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SignsSpiritual Interrogations marks a change in the very direction of the multiple academic disciplines that intersect at black (women's) studies.
— Joycelyn Moody, Hamilton College
Katherine Clay Bassard's book is the first detailed account of pre-Emancipation writings from the period of 1760 to 1863, in light of a developing African American religious culture and emerging free black communities. Her study—which examines the relationship among race, culture, and community—focuses on four women: the poet Phillis Wheatley and poet and essayist Ann Plato, both Congregationalists; and the itinerant preacher Jarena Lee, and Shaker eldress Rebecca Cox Jackson, who, with Lee, had connections with African Methodism.
Together, these women drew on what Bassard calls a "spirituals matrix," which transformed existing literary genres to accommodate the spiritual music and sacred rituals tied to the African diaspora. Bassard's important illumination of these writers resurrects their path-breaking work. They were cocreators, with all black women who followed, of African American intellectual life.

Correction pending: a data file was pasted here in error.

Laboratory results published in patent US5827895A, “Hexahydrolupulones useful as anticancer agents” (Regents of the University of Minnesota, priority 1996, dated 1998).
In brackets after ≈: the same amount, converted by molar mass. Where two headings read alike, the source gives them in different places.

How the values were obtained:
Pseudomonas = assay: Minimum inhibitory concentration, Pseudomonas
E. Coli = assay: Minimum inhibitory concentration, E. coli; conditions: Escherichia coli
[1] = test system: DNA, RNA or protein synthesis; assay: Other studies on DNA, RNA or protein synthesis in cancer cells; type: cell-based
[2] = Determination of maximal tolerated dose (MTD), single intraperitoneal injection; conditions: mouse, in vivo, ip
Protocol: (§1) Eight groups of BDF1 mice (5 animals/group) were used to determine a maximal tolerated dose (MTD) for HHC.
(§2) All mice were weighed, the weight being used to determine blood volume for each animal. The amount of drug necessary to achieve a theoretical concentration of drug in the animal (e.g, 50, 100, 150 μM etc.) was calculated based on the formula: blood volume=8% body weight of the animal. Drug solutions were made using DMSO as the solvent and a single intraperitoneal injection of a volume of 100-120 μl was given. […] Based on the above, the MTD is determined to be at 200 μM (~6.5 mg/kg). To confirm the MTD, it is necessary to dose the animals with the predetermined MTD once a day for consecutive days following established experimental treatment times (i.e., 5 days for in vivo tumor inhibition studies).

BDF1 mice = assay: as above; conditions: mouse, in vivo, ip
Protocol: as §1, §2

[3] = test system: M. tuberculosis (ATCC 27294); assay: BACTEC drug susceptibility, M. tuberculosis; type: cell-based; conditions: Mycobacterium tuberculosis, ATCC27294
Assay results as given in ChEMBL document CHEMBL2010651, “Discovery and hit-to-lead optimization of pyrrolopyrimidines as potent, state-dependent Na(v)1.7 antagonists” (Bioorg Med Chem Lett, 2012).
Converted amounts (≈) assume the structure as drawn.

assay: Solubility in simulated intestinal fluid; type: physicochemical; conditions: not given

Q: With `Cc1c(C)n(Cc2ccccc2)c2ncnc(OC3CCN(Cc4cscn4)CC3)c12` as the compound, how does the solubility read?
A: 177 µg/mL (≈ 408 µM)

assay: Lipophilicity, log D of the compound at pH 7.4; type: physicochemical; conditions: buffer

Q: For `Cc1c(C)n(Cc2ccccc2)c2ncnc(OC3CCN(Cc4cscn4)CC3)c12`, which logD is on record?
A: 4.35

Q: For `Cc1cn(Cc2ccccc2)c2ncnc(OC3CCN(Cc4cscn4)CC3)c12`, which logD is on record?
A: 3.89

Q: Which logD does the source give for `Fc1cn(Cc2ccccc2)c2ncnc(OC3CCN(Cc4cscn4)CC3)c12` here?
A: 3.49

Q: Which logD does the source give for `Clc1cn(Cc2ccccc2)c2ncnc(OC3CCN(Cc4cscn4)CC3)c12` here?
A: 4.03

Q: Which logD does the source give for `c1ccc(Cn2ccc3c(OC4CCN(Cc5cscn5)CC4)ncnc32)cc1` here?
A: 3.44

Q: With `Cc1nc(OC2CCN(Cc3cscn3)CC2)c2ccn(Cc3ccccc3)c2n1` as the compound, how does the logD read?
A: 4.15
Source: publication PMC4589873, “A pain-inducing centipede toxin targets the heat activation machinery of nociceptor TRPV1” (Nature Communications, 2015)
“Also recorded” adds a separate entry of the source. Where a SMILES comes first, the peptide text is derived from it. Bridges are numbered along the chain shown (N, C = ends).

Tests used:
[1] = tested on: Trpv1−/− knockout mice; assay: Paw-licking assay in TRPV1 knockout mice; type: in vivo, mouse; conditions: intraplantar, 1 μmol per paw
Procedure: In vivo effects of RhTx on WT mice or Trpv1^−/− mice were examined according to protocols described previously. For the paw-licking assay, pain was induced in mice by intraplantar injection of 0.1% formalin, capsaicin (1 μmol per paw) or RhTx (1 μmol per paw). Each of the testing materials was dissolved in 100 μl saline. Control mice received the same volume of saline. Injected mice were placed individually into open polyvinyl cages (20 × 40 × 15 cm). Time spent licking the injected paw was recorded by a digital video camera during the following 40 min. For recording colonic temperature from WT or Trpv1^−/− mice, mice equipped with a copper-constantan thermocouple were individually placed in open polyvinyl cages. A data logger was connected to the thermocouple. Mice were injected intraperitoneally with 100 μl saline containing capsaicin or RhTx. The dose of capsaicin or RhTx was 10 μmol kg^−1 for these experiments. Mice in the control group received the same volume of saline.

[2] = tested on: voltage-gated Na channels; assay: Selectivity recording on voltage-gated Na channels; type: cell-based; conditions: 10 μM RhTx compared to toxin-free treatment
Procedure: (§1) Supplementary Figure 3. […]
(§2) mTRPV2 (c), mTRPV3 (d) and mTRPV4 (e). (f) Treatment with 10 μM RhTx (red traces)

|Ch. 1||The Daughters' Arrival: Histories, Theories, Vernaculars||10|
|Ch. 2||Diaspora Subjectivity and Transatlantic Crossings: Phillis Wheatley's Poetics of Recovery||28|
|Ch. 3||"The Too Advent'rous Strain": Slavery, Conversion, and Poetic Empowerment in Phillis Wheatley's Elegies||58|
|Ch. 4||"Social Piety" in Ann Plato's Essays||71|
|Ch. 5||"I Took a Text": Itinerancy, Community, and Intertextuality in Jarena Lee's Spiritual Narratives||87|
|Ch. 6||Rituals of Desire: Spirit, Culture, and Sexuality in the Writings of Rebecca Cox Jackson||108|
|Ch. 7||Performing Community: Culture, Community, and African American Subjectivity before Emancipation||127|
|Afterword: The Sacred Subject||140|